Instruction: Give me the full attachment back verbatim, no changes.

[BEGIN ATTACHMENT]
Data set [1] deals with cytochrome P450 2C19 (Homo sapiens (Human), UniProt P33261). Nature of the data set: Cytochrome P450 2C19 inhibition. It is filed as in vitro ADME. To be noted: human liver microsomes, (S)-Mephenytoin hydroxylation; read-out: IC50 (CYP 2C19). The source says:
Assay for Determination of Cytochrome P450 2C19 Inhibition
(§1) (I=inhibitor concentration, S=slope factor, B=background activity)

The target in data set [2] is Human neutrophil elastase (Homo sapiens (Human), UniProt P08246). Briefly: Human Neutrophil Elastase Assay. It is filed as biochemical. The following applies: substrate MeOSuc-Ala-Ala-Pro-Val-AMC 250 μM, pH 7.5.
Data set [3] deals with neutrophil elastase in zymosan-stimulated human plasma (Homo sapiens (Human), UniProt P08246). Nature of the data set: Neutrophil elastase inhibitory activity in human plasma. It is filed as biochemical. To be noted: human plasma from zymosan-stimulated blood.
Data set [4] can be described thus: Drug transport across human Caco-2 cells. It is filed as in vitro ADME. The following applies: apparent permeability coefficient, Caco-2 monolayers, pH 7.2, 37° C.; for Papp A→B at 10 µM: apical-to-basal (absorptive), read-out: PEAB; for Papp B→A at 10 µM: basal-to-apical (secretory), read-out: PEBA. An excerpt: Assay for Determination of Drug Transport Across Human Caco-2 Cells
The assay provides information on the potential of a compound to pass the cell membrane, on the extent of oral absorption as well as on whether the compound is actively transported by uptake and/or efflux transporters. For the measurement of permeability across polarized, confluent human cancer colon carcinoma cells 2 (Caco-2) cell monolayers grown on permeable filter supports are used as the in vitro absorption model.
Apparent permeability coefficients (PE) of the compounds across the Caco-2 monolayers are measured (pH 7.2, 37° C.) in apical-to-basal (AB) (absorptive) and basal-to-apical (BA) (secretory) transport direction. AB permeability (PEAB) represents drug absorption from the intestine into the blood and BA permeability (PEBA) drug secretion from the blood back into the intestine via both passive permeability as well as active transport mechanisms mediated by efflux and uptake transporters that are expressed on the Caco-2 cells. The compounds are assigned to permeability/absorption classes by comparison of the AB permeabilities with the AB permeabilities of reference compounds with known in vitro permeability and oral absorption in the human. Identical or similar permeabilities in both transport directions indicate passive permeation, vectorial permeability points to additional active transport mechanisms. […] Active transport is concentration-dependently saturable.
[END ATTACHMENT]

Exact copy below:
Data set [1] deals with cytochrome P450 2C19 (Homo sapiens (Human), UniProt P33261). Nature of the data set: Cytochrome P450 2C19 inhibition. It is filed as in vitro ADME. To be noted: human liver microsomes, (S)-Mephenytoin hydroxylation; read-out: IC50 (CYP 2C19). The source says:
Assay for Determination of Cytochrome P450 2C19 Inhibition
(§1) (I=inhibitor concentration, S=slope factor, B=background activity)

The target in data set [2] is Human neutrophil elastase (Homo sapiens (Human), UniProt P08246). Briefly: Human Neutrophil Elastase Assay. It is filed as biochemical. The following applies: substrate MeOSuc-Ala-Ala-Pro-Val-AMC 250 μM, pH 7.5.
Data set [3] deals with neutrophil elastase in zymosan-stimulated human plasma (Homo sapiens (Human), UniProt P08246). Nature of the data set: Neutrophil elastase inhibitory activity in human plasma. It is filed as biochemical. To be noted: human plasma from zymosan-stimulated blood.
Data set [4] can be described thus: Drug transport across human Caco-2 cells. It is filed as in vitro ADME. The following applies: apparent permeability coefficient, Caco-2 monolayers, pH 7.2, 37° C.; for Papp A→B at 10 µM: apical-to-basal (absorptive), read-out: PEAB; for Papp B→A at 10 µM: basal-to-apical (secretory), read-out: PEBA. An excerpt: Assay for Determination of Drug Transport Across Human Caco-2 Cells
The assay provides information on the potential of a compound to pass the cell membrane, on the extent of oral absorption as well as on whether the compound is actively transported by uptake and/or efflux transporters. For the measurement of permeability across polarized, confluent human cancer colon carcinoma cells 2 (Caco-2) cell monolayers grown on permeable filter supports are used as the in vitro absorption model.
Apparent permeability coefficients (PE) of the compounds across the Caco-2 monolayers are measured (pH 7.2, 37° C.) in apical-to-basal (AB) (absorptive) and basal-to-apical (BA) (secretory) transport direction. AB permeability (PEAB) represents drug absorption from the intestine into the blood and BA permeability (PEBA) drug secretion from the blood back into the intestine via both passive permeability as well as active transport mechanisms mediated by efflux and uptake transporters that are expressed on the Caco-2 cells. The compounds are assigned to permeability/absorption classes by comparison of the AB permeabilities with the AB permeabilities of reference compounds with known in vitro permeability and oral absorption in the human. Identical or similar permeabilities in both transport directions indicate passive permeation, vectorial permeability points to additional active transport mechanisms. […] Active transport is concentration-dependently saturable.